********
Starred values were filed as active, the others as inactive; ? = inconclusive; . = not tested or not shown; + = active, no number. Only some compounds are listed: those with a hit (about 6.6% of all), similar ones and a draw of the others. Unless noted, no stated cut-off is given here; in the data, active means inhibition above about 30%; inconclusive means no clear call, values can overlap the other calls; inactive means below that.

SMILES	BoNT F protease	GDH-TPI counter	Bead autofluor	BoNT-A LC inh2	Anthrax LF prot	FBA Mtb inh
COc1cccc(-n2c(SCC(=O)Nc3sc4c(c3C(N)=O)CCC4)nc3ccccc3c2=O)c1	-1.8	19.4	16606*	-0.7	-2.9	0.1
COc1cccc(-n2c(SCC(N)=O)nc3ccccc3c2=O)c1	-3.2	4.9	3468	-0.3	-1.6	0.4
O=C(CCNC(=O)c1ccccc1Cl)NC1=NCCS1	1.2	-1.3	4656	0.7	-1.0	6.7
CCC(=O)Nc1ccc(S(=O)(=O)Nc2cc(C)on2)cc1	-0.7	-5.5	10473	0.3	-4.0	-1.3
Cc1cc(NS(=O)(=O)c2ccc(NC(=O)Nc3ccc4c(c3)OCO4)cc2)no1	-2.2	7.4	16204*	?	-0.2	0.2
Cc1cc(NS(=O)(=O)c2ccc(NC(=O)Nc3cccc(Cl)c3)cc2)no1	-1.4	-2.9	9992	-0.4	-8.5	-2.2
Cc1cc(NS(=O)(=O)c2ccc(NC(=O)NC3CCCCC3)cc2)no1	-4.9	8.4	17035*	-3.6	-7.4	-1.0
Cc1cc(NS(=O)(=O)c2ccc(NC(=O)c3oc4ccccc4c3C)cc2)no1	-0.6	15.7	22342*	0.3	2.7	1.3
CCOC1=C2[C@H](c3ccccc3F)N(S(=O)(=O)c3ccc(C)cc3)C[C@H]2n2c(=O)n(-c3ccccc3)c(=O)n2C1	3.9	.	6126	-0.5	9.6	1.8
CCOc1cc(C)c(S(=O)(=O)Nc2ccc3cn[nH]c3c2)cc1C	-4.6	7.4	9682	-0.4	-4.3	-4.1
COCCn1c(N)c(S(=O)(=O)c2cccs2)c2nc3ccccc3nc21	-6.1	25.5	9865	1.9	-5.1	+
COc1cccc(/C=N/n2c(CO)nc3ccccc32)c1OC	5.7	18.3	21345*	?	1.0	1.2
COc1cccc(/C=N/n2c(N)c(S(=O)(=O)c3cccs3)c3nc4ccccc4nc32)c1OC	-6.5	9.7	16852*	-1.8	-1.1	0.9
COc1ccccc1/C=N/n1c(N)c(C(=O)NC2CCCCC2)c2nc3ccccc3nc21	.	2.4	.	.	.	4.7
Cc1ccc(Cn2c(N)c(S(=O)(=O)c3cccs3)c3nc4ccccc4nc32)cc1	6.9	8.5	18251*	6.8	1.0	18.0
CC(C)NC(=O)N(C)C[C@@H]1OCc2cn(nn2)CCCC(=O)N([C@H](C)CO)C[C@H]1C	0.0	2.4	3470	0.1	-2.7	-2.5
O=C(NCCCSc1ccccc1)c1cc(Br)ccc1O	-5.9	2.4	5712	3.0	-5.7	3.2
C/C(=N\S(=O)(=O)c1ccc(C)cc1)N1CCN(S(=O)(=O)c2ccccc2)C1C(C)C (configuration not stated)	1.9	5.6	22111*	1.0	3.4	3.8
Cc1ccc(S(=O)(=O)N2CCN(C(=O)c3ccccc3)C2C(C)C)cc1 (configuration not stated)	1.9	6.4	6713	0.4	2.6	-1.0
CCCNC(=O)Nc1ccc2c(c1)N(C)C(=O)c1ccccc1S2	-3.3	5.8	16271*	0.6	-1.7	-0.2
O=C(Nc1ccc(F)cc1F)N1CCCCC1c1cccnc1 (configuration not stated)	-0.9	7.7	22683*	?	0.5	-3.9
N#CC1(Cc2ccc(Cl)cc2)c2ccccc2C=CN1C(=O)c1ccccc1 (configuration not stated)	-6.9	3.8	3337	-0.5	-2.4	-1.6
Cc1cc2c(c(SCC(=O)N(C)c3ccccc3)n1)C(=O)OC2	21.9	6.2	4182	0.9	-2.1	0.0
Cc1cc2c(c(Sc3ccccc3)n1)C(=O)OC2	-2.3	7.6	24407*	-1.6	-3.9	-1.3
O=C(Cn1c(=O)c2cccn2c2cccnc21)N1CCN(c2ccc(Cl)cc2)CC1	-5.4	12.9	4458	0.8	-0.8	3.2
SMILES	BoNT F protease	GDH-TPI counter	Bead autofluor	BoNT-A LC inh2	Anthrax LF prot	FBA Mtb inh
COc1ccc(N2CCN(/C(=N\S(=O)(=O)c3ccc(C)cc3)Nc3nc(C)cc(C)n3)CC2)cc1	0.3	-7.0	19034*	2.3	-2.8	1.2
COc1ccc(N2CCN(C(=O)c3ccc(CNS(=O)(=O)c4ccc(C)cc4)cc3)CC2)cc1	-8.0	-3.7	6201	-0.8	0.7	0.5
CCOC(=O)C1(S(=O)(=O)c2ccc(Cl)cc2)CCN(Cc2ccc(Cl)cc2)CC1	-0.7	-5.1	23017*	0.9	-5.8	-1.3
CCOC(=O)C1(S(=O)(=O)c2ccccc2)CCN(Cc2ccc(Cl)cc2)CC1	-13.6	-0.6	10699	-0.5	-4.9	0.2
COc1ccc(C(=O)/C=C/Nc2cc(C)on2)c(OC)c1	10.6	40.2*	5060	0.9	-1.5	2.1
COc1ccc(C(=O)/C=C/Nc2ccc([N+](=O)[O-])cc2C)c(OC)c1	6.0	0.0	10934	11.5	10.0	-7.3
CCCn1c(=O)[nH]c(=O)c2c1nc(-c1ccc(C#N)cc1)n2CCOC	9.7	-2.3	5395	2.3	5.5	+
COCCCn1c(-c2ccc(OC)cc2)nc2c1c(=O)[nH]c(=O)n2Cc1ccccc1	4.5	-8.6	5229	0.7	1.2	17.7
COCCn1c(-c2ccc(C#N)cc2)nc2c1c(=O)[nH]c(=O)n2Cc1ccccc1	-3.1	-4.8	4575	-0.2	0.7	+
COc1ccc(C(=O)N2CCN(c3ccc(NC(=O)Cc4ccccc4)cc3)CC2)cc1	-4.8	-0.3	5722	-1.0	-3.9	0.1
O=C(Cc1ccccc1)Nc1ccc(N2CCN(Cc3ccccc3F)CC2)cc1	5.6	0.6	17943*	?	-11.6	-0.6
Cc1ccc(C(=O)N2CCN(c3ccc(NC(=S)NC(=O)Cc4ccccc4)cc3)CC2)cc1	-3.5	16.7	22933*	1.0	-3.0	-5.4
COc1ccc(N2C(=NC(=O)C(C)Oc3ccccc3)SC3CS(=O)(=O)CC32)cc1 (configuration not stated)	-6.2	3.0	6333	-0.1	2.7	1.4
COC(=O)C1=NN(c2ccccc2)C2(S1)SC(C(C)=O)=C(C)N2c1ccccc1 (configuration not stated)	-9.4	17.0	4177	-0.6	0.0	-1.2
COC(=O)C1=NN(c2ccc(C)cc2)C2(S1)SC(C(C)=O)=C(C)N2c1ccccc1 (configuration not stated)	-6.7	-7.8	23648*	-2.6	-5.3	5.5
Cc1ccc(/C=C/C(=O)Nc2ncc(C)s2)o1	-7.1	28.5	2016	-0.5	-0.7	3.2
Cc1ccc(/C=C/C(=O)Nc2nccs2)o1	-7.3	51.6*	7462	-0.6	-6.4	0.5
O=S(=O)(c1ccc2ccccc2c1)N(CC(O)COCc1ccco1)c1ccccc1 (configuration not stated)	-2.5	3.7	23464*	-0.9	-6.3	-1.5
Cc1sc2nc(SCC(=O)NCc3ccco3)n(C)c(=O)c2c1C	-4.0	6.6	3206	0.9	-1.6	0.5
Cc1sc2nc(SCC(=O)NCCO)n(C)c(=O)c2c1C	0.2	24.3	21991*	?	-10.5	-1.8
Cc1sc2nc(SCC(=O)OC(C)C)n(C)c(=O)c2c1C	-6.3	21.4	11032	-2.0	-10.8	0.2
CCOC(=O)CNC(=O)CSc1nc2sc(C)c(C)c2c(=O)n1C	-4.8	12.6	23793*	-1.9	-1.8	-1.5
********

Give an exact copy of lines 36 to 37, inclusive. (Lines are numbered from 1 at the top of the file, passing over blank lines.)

COCCCn1c(-c2ccc(OC)cc2)nc2c1c(=O)[nH]c(=O)n2Cc1ccccc1	4.5	-8.6	5229	0.7	1.2	17.7
COCCn1c(-c2ccc(C#N)cc2)nc2c1c(=O)[nH]c(=O)n2Cc1ccccc1	-3.1	-4.8	4575	-0.2	0.7	+